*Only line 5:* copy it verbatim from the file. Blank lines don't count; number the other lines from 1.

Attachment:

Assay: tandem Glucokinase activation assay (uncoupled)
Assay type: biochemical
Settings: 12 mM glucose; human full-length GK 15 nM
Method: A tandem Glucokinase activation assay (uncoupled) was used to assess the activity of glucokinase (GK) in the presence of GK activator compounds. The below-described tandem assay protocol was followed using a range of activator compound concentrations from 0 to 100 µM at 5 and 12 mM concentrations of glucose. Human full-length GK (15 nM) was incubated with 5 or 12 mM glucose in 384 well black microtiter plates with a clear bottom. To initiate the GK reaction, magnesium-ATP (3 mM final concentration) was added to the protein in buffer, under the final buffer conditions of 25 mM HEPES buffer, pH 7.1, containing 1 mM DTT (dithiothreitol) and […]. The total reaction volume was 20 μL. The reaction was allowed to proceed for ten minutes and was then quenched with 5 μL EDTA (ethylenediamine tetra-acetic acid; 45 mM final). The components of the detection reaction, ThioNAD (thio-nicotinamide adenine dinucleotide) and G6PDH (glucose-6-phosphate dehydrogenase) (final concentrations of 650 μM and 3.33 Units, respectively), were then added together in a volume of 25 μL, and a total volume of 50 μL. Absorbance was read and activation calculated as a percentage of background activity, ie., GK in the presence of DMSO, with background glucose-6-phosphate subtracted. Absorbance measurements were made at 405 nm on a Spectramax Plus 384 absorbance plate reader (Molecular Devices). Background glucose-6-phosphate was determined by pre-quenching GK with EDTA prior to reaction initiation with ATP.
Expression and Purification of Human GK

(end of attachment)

Expression and Purification of Human GK